This guide is mainly concerned with the sources for the jurisdiction of England and Wales, although some of the sources will apply equally to both Scotland and Northern Ireland. There is a separate guide for Scotland at http://ox.libguides.com/law-scots and a guide to Northern Ireland http://ox.libguides.com/law-ni.
There are a number of major legal databases that cover UK law. See below for a list of the main databases or see the Legal databases tab for more information and links to online tutorials.
Below are books on legal research. For books and resources on the English and Wales legal system see the Legal System tab.
The UK hard copy collection in the Bodleian Law Library is mostly situated on the main floor of the library. Law reports are at Cw UK 100, and journals at Cw UK 300. UK legal monographs are catalogued using different classmarks which allows for easier browsing, this section starts at K through to KZ before the main run of law reports and journals. Hard copy legislation can be found on Floor 1.
There is a multi-volume encyclopaedia which covers the law of England and Wales called Halsbury's Laws of England which is a great place to start your research and this can be found at K1 or it is available online on Lexis®Library. Alternatively you can search SOLO for other resources.
There is no one database that contains all UK legal material but the 2 main databases are Westlaw UK and Lexis®Library. OU members can access both using their Oxford Single Sign On details. For information on these, and for a list of other useful electronic resources (including free resources) then see the database section in the left hand column or look at the specific tab above for specific types of material.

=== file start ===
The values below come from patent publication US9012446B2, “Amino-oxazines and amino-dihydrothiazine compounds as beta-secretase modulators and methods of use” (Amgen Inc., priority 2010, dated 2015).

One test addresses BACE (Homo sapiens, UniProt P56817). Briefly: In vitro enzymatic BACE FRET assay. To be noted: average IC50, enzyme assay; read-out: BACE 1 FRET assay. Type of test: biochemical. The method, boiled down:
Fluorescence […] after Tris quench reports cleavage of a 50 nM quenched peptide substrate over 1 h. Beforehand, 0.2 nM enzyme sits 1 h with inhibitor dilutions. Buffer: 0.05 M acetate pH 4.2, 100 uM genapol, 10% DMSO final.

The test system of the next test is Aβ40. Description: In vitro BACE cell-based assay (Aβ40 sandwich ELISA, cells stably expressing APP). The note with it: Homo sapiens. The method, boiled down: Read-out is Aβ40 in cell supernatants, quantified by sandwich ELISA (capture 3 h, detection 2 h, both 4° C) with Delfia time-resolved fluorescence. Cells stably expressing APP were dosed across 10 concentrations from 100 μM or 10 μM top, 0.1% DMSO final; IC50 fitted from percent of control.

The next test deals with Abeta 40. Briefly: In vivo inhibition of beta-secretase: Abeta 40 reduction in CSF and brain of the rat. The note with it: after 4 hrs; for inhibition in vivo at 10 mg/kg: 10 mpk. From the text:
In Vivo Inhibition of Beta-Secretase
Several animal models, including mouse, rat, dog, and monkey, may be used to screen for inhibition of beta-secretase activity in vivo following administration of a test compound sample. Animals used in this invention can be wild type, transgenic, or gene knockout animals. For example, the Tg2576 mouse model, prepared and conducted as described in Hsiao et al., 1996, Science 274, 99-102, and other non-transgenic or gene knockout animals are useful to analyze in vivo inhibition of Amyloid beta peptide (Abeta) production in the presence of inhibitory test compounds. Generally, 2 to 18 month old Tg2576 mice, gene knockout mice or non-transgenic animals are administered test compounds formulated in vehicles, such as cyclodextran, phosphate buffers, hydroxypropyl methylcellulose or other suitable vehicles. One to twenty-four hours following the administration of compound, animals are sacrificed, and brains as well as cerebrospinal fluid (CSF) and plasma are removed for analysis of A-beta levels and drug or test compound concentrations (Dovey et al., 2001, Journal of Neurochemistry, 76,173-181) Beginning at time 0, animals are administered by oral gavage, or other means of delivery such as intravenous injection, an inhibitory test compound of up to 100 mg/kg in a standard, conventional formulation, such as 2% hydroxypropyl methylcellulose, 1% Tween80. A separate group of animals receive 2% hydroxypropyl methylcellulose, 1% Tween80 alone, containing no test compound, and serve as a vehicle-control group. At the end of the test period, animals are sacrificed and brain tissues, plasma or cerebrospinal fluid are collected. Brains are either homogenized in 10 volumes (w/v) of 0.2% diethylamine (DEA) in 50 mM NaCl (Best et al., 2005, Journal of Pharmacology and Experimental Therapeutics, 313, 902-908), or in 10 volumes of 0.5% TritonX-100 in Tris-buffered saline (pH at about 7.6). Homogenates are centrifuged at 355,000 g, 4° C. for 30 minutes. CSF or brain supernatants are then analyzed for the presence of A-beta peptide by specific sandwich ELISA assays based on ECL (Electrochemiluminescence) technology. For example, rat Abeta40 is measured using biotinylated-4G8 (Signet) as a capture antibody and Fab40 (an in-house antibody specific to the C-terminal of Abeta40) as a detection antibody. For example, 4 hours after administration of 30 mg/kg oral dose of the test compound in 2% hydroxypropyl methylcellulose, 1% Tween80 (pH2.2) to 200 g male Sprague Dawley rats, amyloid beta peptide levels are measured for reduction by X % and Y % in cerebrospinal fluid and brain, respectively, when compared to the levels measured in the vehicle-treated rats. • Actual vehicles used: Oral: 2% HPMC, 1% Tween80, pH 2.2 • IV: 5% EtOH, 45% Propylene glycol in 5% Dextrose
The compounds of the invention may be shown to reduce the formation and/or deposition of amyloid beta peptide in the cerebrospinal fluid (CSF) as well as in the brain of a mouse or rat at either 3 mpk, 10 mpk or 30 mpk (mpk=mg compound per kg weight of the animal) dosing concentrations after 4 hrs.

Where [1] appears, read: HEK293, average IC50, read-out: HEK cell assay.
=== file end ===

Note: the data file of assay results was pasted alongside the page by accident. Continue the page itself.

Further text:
The United Kingdom was established by the union of Great Britain and Ireland in 1801 and defined in 1922 with the division of Ireland into Northern Ireland and the Republic of Ireland. The UK consists of 3 legal jurisdictions made up of 4 countries: (a) England and Wales, (b) Scotland and (c) Northern Ireland each having there own court system and legal profession. Since 1997 legislative decision making for some areas of government has been devolved to the separate jurisdictions, however there are still certain areas which are governed centrally through the main UK Parliament.
This guide is mainly concerned with the sources for the jurisdiction of England and Wales, although some of the sources will apply equally to both Scotland and Northern Ireland. There is a separate guide for Scotland at http://ox.libguides.com/law-scots and a guide to Northern Ireland at http://libguides.bodleian.ox.ac.uk/law-ni.
The UK is also a member of the European Union (since 1973) as well as being a signatory of the European Convention of Human Rights (reflected by the passing of the Human Rights Act 1998).